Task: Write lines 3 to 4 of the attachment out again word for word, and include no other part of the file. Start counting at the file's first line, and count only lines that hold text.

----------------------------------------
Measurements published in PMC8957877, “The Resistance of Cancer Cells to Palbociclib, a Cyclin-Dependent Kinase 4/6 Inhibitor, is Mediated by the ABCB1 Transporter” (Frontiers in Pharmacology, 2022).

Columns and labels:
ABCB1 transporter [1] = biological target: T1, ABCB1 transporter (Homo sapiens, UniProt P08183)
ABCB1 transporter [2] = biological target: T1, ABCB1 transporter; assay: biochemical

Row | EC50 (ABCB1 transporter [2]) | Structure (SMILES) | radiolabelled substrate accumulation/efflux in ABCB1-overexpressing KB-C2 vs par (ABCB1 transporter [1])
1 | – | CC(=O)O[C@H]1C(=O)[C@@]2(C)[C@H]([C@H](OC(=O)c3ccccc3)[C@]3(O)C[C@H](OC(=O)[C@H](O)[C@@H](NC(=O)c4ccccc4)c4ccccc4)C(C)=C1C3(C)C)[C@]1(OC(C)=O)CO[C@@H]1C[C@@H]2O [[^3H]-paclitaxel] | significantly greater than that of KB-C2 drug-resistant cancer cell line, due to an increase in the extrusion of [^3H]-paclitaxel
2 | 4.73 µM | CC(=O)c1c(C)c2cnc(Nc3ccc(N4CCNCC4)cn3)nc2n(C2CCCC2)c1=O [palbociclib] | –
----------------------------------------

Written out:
ABCB1 transporter [1] = biological target: T1, ABCB1 transporter (Homo sapiens, UniProt P08183)
ABCB1 transporter [2] = biological target: T1, ABCB1 transporter; assay: biochemical